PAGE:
Push to boost profit margin in steel sector
The central government hopes to more than double the percentage contribution of iron ore imports from overseas mines in which it has invested to improve the mainland steel industry's paltry profitability, says an industry veteran.
Luo Bingsheng, the former vice-chairman of the government-affiliated China Iron and Steel Association that represented the industry in iron ore talks in 2009, said Beijing wanted 40 per cent of imports to be sourced from mines in which mainland steel mills had stakes by 2015, up from 15 per cent last year.
'We must continue our external development strategy and enhance investment in overseas iron ore mines,' he said. Domestic mine development should also be stepped up to cut reliance on imports, he said yesterday at a conference examining international commodity price trends.
Last year, the industry imported 682 million tonnes of iron ore, 1.46 per cent less than in 2009. Meanwhile, domestic output surged 21.6 per cent to 1.07 billion tonnes. This saw the industry's reliance on iron ore imports fall to below 40 per cent from 50 per cent three years ago.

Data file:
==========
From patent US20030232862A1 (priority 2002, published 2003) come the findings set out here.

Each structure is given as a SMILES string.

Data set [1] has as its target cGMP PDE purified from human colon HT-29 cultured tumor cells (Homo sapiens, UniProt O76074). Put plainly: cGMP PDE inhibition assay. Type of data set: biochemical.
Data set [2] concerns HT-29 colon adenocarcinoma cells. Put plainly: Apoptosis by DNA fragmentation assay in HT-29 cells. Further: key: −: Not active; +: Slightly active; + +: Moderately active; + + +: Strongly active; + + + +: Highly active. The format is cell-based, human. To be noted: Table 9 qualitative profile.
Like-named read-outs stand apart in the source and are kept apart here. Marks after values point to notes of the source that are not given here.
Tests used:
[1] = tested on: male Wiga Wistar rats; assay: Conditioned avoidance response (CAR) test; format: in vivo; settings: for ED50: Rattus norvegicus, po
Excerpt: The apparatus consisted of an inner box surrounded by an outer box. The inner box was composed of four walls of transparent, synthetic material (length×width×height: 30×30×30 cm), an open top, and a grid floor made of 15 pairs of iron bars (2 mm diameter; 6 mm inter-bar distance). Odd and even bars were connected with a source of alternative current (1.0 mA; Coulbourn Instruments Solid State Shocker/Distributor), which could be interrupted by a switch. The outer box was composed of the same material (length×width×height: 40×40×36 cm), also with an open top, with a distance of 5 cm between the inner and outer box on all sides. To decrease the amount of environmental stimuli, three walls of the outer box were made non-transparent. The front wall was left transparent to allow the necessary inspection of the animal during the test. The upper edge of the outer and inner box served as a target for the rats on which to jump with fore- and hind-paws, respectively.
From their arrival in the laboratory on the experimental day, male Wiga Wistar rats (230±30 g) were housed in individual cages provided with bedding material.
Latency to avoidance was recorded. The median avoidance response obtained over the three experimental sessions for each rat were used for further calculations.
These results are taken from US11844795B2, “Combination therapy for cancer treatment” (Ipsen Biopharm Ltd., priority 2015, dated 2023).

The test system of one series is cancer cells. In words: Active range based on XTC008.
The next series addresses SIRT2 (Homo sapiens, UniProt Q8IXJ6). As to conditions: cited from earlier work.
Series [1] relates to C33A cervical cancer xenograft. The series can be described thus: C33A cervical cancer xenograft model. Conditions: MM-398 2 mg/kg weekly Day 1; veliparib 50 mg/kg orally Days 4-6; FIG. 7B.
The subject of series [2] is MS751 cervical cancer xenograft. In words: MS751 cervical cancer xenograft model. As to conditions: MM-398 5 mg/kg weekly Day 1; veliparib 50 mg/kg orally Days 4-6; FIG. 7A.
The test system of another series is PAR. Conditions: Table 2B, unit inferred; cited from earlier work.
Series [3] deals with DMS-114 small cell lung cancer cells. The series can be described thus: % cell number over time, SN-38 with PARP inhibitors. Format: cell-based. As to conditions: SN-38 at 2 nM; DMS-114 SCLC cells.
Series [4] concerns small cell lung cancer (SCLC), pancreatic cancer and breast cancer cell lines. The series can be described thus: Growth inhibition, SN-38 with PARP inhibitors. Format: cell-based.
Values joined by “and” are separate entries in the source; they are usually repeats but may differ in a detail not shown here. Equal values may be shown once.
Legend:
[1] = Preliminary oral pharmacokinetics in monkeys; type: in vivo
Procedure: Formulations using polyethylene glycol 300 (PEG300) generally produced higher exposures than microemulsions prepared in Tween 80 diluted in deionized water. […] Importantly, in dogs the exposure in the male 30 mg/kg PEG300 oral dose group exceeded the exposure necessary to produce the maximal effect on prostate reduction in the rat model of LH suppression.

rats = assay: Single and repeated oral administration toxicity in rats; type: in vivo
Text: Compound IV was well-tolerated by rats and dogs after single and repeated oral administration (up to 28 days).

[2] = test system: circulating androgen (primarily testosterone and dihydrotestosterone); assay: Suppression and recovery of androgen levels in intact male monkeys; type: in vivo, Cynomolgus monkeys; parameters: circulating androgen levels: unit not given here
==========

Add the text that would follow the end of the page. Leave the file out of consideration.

High import prices helped make uneconomical domestic mines viable. Imported iron ore priced at overseas ports soared 60.7 per cent last year to US$128.38 per tonne, he said.
Mining giant BHP Billiton recently raised its price at Australian ports to US$168 from US$155 in January. When sea freight is added, the price at mainland ports is US$200.
'For iron ore alone, last year's import volume of 618 million tonnes and an average price rise of US$48.50 a tonne meant the industry paid US$30 billion more in costs,' Luo said.
Last year, medium and large mainland steel mills made 89.7 billion yuan (HK$106 billion) in combined profits, up 52 per cent from 2009, but the margin was only 2.9 per cent, he said.
Additional reporting by Ed Zhang